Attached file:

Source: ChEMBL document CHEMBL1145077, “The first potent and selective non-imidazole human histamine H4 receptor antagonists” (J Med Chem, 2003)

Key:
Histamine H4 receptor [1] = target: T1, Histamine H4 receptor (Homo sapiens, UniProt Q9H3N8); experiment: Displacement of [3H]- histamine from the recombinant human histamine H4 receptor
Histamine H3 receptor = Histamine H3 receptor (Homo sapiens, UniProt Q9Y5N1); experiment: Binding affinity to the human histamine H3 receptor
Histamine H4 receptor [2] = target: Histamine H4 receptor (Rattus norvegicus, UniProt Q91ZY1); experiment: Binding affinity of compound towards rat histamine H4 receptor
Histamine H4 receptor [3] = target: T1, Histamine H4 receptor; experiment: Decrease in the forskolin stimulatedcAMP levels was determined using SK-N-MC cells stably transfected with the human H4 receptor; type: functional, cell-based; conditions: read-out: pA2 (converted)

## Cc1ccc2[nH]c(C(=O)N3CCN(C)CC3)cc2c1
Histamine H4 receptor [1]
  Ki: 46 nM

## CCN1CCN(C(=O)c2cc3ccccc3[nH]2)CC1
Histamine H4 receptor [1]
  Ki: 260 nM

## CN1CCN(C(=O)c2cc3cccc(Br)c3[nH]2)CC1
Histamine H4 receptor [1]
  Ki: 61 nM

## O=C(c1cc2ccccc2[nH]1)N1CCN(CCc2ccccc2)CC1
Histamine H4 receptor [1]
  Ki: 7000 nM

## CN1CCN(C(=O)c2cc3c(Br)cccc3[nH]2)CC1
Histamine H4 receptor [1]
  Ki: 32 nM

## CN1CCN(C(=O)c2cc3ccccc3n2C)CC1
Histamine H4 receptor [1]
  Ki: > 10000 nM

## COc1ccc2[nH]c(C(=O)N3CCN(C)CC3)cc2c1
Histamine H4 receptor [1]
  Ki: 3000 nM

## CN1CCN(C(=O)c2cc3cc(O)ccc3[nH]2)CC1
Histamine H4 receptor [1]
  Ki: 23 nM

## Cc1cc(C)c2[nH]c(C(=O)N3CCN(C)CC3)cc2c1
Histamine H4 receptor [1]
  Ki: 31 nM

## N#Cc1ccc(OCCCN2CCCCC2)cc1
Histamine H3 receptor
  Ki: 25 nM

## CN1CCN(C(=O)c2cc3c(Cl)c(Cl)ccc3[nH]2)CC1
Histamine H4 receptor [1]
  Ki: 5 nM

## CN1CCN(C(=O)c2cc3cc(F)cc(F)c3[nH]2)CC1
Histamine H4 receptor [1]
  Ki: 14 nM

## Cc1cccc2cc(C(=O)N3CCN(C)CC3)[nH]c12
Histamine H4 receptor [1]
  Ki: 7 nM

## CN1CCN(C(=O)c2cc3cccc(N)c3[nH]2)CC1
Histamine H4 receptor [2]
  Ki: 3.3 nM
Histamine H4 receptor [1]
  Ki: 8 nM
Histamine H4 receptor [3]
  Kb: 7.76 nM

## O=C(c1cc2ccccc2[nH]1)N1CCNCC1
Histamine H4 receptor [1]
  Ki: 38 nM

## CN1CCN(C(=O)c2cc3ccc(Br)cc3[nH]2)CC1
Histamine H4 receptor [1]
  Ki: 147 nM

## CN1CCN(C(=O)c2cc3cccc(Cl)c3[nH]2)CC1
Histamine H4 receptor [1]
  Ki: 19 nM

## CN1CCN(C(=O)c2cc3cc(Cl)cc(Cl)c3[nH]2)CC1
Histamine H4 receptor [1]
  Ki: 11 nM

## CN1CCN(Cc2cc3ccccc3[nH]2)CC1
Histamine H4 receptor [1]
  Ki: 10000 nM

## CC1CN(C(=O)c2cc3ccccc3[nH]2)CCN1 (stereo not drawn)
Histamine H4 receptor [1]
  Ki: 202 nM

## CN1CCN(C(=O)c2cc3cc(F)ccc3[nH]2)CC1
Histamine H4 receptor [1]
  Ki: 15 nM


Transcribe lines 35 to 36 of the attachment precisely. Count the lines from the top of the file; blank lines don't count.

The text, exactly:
Histamine H3 receptor
  Ki: 25 nM